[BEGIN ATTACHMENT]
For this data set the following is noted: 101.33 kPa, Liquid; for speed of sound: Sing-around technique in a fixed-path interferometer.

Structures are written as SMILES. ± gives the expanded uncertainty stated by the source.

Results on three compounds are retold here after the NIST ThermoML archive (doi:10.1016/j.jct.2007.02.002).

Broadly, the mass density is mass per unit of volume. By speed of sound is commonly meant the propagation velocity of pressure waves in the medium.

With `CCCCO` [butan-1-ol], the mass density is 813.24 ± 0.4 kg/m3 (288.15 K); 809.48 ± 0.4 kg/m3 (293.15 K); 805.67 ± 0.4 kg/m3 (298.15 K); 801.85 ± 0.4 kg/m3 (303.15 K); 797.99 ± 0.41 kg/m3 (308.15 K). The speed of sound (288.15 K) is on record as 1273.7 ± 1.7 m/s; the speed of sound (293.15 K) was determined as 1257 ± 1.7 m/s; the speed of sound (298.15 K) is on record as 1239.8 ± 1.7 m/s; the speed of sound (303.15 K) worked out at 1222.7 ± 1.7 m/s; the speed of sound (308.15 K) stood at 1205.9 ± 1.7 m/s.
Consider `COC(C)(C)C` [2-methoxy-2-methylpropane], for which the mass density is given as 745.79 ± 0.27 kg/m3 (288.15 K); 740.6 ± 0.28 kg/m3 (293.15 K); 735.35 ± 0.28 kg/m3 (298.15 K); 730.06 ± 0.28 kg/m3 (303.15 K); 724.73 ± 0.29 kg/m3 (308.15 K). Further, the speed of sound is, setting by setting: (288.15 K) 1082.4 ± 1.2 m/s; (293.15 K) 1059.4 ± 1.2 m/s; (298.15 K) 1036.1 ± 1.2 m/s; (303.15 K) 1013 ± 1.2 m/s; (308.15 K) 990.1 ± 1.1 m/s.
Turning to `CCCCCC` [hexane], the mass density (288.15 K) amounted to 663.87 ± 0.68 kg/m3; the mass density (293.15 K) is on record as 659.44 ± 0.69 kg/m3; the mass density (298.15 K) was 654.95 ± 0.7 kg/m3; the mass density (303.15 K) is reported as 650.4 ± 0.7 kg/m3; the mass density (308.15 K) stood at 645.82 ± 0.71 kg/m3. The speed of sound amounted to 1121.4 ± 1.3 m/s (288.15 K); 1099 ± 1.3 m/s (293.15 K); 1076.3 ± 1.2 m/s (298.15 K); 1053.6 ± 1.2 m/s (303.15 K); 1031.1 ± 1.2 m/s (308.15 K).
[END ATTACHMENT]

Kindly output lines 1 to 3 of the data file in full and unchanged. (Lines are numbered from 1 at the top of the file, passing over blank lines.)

For this data set the following is noted: 101.33 kPa, Liquid; for speed of sound: Sing-around technique in a fixed-path interferometer.

Structures are written as SMILES. ± gives the expanded uncertainty stated by the source.

Results on three compounds are retold here after the NIST ThermoML archive (doi:10.1016/j.jct.2007.02.002).